David Remnick's must-read on Israel's leftist newspaper reveals, among many other things, the heavy cross that it bears:
[Columnist Gideon] Levy makes reporting trips to the West Bank every week. He thinks of himself as forcing Israeli society to see. “The dehumanization of the Palestinians in the Israeli media allows the public to feel fine about it all,” he told me one evening in the newsroom. “With the assistance of the Israeli media, we’ve built a world of our own, in which all criticism of the Israeli government is anti-Semitism, in which they are all against us, anyway’which is not true. We are more spoiled than any state in the world. ...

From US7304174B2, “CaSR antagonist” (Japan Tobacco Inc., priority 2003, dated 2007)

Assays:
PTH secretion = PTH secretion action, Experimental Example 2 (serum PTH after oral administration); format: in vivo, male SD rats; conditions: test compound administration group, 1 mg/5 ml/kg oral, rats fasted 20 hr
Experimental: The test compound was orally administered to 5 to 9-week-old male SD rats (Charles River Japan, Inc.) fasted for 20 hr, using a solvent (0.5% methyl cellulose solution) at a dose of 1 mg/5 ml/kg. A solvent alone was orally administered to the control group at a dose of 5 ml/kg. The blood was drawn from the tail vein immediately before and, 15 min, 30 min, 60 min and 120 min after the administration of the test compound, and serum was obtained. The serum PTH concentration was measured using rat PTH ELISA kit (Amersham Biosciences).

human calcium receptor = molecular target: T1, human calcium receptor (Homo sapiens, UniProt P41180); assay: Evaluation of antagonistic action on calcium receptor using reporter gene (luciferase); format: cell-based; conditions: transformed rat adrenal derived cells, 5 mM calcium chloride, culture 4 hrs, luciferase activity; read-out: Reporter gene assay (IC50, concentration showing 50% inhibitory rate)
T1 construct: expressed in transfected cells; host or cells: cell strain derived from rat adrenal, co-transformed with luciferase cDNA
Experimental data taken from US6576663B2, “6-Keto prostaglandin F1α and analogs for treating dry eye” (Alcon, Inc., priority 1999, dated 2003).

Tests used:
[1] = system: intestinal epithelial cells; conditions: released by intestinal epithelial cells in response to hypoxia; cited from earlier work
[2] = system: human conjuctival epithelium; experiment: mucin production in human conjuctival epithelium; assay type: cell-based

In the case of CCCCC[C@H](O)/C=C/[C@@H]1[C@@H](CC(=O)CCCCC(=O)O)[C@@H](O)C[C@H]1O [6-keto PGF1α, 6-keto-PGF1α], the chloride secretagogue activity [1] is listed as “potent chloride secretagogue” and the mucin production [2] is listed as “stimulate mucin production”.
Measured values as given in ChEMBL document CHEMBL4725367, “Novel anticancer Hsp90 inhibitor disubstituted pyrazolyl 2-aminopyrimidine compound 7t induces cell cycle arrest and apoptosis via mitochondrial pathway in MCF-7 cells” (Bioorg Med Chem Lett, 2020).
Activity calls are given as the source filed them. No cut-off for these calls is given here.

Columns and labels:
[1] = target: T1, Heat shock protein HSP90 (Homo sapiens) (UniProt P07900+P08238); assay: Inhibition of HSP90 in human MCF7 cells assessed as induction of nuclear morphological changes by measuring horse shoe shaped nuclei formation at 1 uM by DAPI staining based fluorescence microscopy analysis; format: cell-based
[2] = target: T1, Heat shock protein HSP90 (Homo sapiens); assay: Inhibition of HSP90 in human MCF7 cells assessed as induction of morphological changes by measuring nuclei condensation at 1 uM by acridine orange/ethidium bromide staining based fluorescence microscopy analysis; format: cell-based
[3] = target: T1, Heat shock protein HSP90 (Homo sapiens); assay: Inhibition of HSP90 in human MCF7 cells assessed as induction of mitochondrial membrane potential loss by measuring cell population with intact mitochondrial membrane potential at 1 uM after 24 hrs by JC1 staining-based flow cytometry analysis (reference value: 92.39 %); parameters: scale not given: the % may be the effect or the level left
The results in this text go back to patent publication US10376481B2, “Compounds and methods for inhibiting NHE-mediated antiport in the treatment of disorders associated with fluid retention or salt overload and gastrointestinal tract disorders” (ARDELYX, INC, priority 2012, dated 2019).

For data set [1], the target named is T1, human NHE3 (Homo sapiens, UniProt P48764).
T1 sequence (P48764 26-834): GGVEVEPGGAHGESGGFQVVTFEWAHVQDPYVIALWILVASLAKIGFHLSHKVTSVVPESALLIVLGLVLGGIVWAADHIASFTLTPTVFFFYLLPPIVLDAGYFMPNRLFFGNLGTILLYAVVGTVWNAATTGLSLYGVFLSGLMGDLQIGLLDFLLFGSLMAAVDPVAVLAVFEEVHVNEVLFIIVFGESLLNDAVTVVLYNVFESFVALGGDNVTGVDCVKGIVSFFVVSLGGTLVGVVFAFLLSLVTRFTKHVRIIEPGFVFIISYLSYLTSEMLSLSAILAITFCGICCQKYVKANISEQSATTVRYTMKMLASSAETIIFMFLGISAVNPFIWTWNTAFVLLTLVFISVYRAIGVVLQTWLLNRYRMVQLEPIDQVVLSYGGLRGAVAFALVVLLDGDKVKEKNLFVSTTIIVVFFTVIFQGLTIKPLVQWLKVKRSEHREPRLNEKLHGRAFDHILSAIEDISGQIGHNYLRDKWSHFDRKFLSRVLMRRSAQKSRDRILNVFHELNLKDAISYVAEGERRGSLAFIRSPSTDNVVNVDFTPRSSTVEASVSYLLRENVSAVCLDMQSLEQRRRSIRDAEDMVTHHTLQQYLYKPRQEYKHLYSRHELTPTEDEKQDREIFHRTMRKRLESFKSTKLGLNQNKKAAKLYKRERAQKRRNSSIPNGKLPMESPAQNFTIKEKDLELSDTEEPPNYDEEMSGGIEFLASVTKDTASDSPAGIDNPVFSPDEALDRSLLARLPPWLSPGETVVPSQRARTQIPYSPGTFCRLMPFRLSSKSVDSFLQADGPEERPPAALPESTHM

Since the talks between Arafat and Barak collapsed, a decade ago, mainstream public opinion in Israel has become a paradox: majority support for the idea of a two-state solution, but a generalized distrust of Palestinian intentions. Middle Israel feels that it left Lebanon, in 2000, and got rockets from Hezbollah; left Gaza, in 2005, and got rockets from Hamas. The peace camp, despite occasional demonstrations and displays of vitality, is depleted. And so where Haaretz fits into the Israeli future is a serious question.
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